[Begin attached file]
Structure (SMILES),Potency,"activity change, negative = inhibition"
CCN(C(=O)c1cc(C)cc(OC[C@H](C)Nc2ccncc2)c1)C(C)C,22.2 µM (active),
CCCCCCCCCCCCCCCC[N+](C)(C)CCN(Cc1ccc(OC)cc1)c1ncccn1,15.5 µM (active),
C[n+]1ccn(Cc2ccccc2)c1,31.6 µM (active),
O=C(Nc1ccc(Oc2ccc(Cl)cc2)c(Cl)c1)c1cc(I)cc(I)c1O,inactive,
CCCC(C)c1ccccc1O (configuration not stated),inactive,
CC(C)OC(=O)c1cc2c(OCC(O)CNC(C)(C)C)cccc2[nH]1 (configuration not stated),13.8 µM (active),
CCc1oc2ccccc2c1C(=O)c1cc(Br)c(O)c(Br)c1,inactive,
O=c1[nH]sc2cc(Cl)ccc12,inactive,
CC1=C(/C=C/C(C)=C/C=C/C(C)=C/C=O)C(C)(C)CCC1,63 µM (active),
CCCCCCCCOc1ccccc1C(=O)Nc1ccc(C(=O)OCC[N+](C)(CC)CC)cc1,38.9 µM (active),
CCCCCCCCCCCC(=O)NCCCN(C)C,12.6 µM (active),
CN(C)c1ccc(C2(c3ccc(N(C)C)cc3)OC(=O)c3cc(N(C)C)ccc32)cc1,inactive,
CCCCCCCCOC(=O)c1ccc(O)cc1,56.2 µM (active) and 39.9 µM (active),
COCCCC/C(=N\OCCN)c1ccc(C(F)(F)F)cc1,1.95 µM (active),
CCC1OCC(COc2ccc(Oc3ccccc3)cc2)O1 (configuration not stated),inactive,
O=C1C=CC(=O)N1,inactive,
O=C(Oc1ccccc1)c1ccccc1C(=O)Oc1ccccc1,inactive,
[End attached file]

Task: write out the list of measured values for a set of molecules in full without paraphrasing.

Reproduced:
Structure (SMILES),Potency,"activity change, negative = inhibition"
CCN(C(=O)c1cc(C)cc(OC[C@H](C)Nc2ccncc2)c1)C(C)C,22.2 µM (active),
CCCCCCCCCCCCCCCC[N+](C)(C)CCN(Cc1ccc(OC)cc1)c1ncccn1,15.5 µM (active),
C[n+]1ccn(Cc2ccccc2)c1,31.6 µM (active),
O=C(Nc1ccc(Oc2ccc(Cl)cc2)c(Cl)c1)c1cc(I)cc(I)c1O,inactive,
CCCC(C)c1ccccc1O (configuration not stated),inactive,
CC(C)OC(=O)c1cc2c(OCC(O)CNC(C)(C)C)cccc2[nH]1 (configuration not stated),13.8 µM (active),
CCc1oc2ccccc2c1C(=O)c1cc(Br)c(O)c(Br)c1,inactive,
O=c1[nH]sc2cc(Cl)ccc12,inactive,
CC1=C(/C=C/C(C)=C/C=C/C(C)=C/C=O)C(C)(C)CCC1,63 µM (active),
CCCCCCCCOc1ccccc1C(=O)Nc1ccc(C(=O)OCC[N+](C)(CC)CC)cc1,38.9 µM (active),
CCCCCCCCCCCC(=O)NCCCN(C)C,12.6 µM (active),
CN(C)c1ccc(C2(c3ccc(N(C)C)cc3)OC(=O)c3cc(N(C)C)ccc32)cc1,inactive,
CCCCCCCCOC(=O)c1ccc(O)cc1,56.2 µM (active) and 39.9 µM (active),
COCCCC/C(=N\OCCN)c1ccc(C(F)(F)F)cc1,1.95 µM (active),
CCC1OCC(COc2ccc(Oc3ccccc3)cc2)O1 (configuration not stated),inactive,
O=C1C=CC(=O)N1,inactive,
O=C(Oc1ccccc1)c1ccccc1C(=O)Oc1ccccc1,inactive,